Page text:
Campaigners have vowed not to be “divided by fear” when a neo-Nazi rally comes to Golders Green.

Launched by the London Jewish Forum and anti-fascist group Hope not Hate, Golders Green Together aims to unite communities and celebrate diversity before the far-right demonstration on July 4.

In a statement, Golders Green Together said: “Their aim is to spread fear and division, to fracture the peace and good neighbourliness that exists between our communities and to insult the memory of those who died at the hands of their murderous forebears.

“We believe that the most effective response we can have to this provocation is to show our communities reject the politics of hatred, and instead stand together.

“We have planned a series of dignified and appropriate activities in response to the demonstration showing that Golders Green's communities won’t be divided.”

People will be urged to share messages on Twitter using the hashtag #GoldersGreenTogether, and the area will be decorated with gold and green ribbons the day before the rally to show its strength and diversity.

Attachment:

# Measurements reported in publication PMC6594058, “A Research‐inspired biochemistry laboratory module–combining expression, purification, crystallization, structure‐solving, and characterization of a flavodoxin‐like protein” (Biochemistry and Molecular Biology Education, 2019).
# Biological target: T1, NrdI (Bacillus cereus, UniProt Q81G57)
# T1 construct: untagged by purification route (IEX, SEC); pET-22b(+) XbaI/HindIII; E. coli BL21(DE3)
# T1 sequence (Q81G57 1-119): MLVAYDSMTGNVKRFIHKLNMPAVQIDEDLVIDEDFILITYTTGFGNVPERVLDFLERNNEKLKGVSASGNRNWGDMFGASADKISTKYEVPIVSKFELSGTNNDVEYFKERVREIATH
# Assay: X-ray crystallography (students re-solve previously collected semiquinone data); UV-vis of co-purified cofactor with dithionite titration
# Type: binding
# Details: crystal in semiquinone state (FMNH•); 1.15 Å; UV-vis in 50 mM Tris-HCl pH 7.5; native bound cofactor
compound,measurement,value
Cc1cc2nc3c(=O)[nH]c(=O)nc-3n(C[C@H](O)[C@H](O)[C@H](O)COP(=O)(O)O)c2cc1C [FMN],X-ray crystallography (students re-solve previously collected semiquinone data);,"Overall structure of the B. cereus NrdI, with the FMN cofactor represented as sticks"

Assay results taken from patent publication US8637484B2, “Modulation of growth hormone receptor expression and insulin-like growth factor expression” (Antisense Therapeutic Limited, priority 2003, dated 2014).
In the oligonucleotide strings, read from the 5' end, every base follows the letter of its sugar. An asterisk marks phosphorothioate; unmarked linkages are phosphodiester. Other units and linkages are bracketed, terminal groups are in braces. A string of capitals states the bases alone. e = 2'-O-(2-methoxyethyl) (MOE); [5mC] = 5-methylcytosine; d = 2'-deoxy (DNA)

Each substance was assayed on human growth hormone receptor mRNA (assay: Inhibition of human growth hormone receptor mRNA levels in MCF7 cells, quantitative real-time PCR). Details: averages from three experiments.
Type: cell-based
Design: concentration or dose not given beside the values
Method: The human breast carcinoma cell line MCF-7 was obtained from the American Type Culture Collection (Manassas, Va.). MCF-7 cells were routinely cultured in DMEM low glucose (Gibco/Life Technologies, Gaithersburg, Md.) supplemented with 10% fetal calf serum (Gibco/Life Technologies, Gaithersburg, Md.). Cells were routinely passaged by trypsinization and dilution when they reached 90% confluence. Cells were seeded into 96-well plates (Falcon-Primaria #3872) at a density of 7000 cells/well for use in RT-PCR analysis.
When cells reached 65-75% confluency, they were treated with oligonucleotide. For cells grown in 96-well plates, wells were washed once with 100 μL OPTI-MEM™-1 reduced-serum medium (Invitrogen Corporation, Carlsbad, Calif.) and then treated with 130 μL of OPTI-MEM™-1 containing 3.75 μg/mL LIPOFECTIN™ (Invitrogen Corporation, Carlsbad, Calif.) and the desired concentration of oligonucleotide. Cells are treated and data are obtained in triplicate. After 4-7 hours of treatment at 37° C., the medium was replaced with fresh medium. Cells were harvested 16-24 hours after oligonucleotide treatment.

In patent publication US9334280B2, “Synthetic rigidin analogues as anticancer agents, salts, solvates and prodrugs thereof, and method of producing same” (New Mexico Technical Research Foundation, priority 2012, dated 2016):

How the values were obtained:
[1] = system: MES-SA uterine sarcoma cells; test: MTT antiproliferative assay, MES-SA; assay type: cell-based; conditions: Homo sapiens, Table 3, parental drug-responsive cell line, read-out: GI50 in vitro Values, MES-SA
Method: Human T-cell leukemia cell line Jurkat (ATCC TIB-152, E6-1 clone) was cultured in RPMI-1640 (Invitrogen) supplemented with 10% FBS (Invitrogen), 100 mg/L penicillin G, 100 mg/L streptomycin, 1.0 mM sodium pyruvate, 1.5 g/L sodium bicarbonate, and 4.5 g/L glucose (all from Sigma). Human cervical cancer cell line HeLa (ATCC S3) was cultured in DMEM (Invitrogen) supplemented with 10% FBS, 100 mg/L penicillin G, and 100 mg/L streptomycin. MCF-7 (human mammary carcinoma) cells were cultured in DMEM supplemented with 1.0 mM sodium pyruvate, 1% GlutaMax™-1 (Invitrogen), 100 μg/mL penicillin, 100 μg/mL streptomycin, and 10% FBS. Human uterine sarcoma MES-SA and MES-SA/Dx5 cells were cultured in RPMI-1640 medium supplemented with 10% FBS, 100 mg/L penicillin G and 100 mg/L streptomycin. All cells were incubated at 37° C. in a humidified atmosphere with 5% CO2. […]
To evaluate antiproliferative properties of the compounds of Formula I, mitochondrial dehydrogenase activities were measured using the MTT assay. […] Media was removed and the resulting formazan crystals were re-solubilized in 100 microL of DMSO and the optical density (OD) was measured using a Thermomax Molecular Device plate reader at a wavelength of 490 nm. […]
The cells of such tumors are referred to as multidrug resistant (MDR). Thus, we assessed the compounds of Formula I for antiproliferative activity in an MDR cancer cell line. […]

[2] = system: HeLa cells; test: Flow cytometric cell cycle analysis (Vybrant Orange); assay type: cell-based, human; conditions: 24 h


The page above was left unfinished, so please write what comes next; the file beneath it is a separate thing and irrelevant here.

The campaign is being supported by the Board of Deputies of British Jews, and has been discussed with Jewish security group the Community Security Trust (CST).

The Metropolitan Police has no legal power to ban the ‘static’ gathering, which has been linked to an anti-Semitic demonstration in Stamford Hill in April, which the CST says was attended by 20 to 30 ageing neo-Nazis, who were “drowned out” by anti-fascists.

Jay Stoll, public affairs director at the London Jewish Forum, said: “We are asking for a simple message of unity. It’s never a bad thing for a community as diverse and brilliant as Golders Green to celebrate its cohesiveness and unity in the face of Nazi presence.

“The Jewish community does not stand alone on this issue.”

Counter-demonstrations have been planned on the day by anti-fascist groups, as well as the Campaign Against Anti-Semitism UK.

Mr Stoll said: “We acknowledge the counter demonstrations are legitimate. If people do want to turn up against the Nazis, they are well within their rights to do so, just as the people who live in that community will want to keep Shabbat as normal.”

He said there had been “massive support” for the campaign, and was confident the police and Home Office “have tried to make sure there is as little disruption to the community as possible.”

Mr Stoll added the community has two “trains of thought” over the matter – either to ignore the neo-Nazis, or those who felt “we should probably do something.”

He said the Golders Green Together campaign would satisfy both camps.